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Mastering Change Management
10 September 2015

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Not many people like change, we like our routines and stability, they make us feel secure and enable us to plan ahead. Most people see change as a negative and it takes a real shift in thinking to see the positive. When change is proposed you can almost hear the collective groan, “if it ain’t broke why fix it?”

This presents problems with the management of change and why change must be managed very carefully. The strategy will, of course, depend on the scale of change proposed.

How do you start? A clear vision and a clear strategy is essential along with the ability to clearly convey both the vision and strategy. Make sure the push for change is not a knee-jerk reaction but a proactive response to market trends and developments.

The organisation’s culture will also determine how successful the need for change will be. If the culture thrives and grows the odds are in favour of success, if a culture is non-existent or poisonous that is what must be changed first.

Initially any discussion should be at a high level and a project team which includes key stakeholders.  Discussions should be kept confidential to eliminate gossip and misinformation until a project plan is well defined.  If the change effects a specific group more than others, they should be informed, at all levels, first to enable them to absorb the information before it goes public.  Honestly and simply describing the areas which need to change and why, is a good start.  Allowing free flowing questions is mandatory and answers should confirm the transparency of the plan, no hidden agendas allowed.

When presenting the case for change, the reality of the situation needs to be clearly stated.  The reality may or may not be negative, change can also occur when an organisation is thriving.  If the situation is negative then it will be obvious why change is definitely required.  The viable future of the organisation should be shown based on successfully implementing the changes.  A well-defined project plan must be presented with clear milestones and goals where everyone understands the role they must play.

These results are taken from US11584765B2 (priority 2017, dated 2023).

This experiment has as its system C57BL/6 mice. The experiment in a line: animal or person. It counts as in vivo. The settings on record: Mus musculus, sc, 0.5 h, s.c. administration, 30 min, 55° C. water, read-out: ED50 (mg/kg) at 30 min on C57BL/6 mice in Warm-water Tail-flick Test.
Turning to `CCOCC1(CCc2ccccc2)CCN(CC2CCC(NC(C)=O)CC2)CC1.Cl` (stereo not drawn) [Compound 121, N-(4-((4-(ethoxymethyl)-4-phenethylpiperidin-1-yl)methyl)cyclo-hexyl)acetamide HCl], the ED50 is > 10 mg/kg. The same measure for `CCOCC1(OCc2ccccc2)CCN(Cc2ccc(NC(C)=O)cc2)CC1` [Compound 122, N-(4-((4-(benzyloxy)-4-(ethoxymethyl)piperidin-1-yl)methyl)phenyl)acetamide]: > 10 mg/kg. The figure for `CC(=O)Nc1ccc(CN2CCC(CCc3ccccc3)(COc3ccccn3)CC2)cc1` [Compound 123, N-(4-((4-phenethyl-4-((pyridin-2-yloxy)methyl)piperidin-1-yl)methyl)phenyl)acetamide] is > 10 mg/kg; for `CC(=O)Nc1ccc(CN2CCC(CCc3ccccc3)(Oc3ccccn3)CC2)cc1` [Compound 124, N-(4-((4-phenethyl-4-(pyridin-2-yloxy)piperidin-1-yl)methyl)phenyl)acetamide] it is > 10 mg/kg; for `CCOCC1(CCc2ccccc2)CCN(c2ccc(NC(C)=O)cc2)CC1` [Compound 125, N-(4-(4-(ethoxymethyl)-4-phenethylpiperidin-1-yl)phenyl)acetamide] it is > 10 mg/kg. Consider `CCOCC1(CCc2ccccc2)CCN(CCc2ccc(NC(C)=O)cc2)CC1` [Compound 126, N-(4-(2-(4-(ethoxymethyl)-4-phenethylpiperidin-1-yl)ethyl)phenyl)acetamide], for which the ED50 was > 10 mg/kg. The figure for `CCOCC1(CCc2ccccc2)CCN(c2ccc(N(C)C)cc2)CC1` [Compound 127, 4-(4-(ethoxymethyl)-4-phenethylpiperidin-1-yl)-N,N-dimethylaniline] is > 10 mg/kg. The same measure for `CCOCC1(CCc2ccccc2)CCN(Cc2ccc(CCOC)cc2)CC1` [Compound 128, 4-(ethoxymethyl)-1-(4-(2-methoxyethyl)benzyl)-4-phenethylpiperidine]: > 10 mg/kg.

The leaders of change along with key stakeholders and the “disciples” of change will have to work diligently to convey the message, promote positivity and diminish the negativity.  In particular negativity needs to be addressed early on, if it is allowed to fester, the poison will spread.  Problem solving must be a team effort this will always generate ownership and a feeling of belonging, a sense of contributing to the eventual success.

The message and reasons for change must be reinforced with regular meetings and an open-door policy for those leading the charge.  Face-to-face meetings, broadcast emails at timely intervals announcing milestones reached and goals achieved with acknowledgments of key achievements will keep everyone on track.

Expect the unexpected.  “The best laid plans of mice and men oft go astray”.  Always have a plan B, allow for contingencies, this is a given for a well-defined project plan.  Continual assessment is necessary and should be a regular task of the plan and the assessment should not be done by the same individuals at the risk of becoming blinkered.  Flexibility and creativity are great assets to have within any project team to quickly come up with solutions to cater for problems and the unexpected.

Don’t forget the individual, people matter and they are an organisation’s most important resource.  Emotions can and will run high during periods of change, normally rational people can be all gloom and doom, the quiet mouse could become the extroverted advocate.  Recognising differences and embracing them, rather than dismissing them will lead to success.

Change is a chance to evolve and as John F. Kennedy said Change is the law of life and those who look only to the past or present are certain to miss the future”.